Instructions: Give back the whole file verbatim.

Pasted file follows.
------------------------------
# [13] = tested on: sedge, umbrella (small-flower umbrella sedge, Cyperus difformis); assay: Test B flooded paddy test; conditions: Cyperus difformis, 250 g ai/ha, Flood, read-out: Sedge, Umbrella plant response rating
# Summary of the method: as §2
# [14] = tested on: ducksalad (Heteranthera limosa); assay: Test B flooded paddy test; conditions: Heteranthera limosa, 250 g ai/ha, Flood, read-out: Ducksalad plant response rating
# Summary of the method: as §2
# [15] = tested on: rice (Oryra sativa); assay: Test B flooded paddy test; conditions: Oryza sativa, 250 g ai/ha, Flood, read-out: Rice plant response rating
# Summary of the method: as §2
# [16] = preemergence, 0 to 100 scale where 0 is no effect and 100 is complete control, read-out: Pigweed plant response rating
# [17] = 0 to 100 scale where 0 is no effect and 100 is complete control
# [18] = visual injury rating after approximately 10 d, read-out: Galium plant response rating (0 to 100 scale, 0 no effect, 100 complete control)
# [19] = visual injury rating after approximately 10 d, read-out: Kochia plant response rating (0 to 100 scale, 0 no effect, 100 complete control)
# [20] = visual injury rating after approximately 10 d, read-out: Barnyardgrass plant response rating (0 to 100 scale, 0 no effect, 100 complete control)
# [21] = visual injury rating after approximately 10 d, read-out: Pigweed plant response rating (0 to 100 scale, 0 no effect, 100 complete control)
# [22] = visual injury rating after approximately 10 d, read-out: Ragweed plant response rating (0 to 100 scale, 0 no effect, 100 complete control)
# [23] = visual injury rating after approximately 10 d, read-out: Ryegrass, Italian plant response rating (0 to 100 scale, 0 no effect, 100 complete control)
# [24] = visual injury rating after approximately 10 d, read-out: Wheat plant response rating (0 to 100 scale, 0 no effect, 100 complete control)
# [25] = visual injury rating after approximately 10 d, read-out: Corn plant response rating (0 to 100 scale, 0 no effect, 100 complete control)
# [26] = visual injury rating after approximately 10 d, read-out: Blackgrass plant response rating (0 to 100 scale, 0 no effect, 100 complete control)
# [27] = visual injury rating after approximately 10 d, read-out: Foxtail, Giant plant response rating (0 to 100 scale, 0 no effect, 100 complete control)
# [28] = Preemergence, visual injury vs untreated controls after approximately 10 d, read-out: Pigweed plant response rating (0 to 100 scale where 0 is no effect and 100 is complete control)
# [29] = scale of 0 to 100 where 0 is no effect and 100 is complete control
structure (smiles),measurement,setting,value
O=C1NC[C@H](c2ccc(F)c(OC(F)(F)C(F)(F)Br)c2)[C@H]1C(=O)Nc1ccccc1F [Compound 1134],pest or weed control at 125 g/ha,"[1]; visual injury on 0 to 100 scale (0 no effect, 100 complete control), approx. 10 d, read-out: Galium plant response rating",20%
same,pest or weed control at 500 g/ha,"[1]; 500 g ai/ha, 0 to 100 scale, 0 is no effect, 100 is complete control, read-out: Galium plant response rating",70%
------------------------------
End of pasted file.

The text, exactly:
# [13] = tested on: sedge, umbrella (small-flower umbrella sedge, Cyperus difformis); assay: Test B flooded paddy test; conditions: Cyperus difformis, 250 g ai/ha, Flood, read-out: Sedge, Umbrella plant response rating
# Summary of the method: as §2
# [14] = tested on: ducksalad (Heteranthera limosa); assay: Test B flooded paddy test; conditions: Heteranthera limosa, 250 g ai/ha, Flood, read-out: Ducksalad plant response rating
# Summary of the method: as §2
# [15] = tested on: rice (Oryra sativa); assay: Test B flooded paddy test; conditions: Oryza sativa, 250 g ai/ha, Flood, read-out: Rice plant response rating
# Summary of the method: as §2
# [16] = preemergence, 0 to 100 scale where 0 is no effect and 100 is complete control, read-out: Pigweed plant response rating
# [17] = 0 to 100 scale where 0 is no effect and 100 is complete control
# [18] = visual injury rating after approximately 10 d, read-out: Galium plant response rating (0 to 100 scale, 0 no effect, 100 complete control)
# [19] = visual injury rating after approximately 10 d, read-out: Kochia plant response rating (0 to 100 scale, 0 no effect, 100 complete control)
# [20] = visual injury rating after approximately 10 d, read-out: Barnyardgrass plant response rating (0 to 100 scale, 0 no effect, 100 complete control)
# [21] = visual injury rating after approximately 10 d, read-out: Pigweed plant response rating (0 to 100 scale, 0 no effect, 100 complete control)
# [22] = visual injury rating after approximately 10 d, read-out: Ragweed plant response rating (0 to 100 scale, 0 no effect, 100 complete control)
# [23] = visual injury rating after approximately 10 d, read-out: Ryegrass, Italian plant response rating (0 to 100 scale, 0 no effect, 100 complete control)
# [24] = visual injury rating after approximately 10 d, read-out: Wheat plant response rating (0 to 100 scale, 0 no effect, 100 complete control)
# [25] = visual injury rating after approximately 10 d, read-out: Corn plant response rating (0 to 100 scale, 0 no effect, 100 complete control)
# [26] = visual injury rating after approximately 10 d, read-out: Blackgrass plant response rating (0 to 100 scale, 0 no effect, 100 complete control)
# [27] = visual injury rating after approximately 10 d, read-out: Foxtail, Giant plant response rating (0 to 100 scale, 0 no effect, 100 complete control)
# [28] = Preemergence, visual injury vs untreated controls after approximately 10 d, read-out: Pigweed plant response rating (0 to 100 scale where 0 is no effect and 100 is complete control)
# [29] = scale of 0 to 100 where 0 is no effect and 100 is complete control
structure (smiles),measurement,setting,value
O=C1NC[C@H](c2ccc(F)c(OC(F)(F)C(F)(F)Br)c2)[C@H]1C(=O)Nc1ccccc1F [Compound 1134],pest or weed control at 125 g/ha,"[1]; visual injury on 0 to 100 scale (0 no effect, 100 complete control), approx. 10 d, read-out: Galium plant response rating",20%
same,pest or weed control at 500 g/ha,"[1]; 500 g ai/ha, 0 to 100 scale, 0 is no effect, 100 is complete control, read-out: Galium plant response rating",70%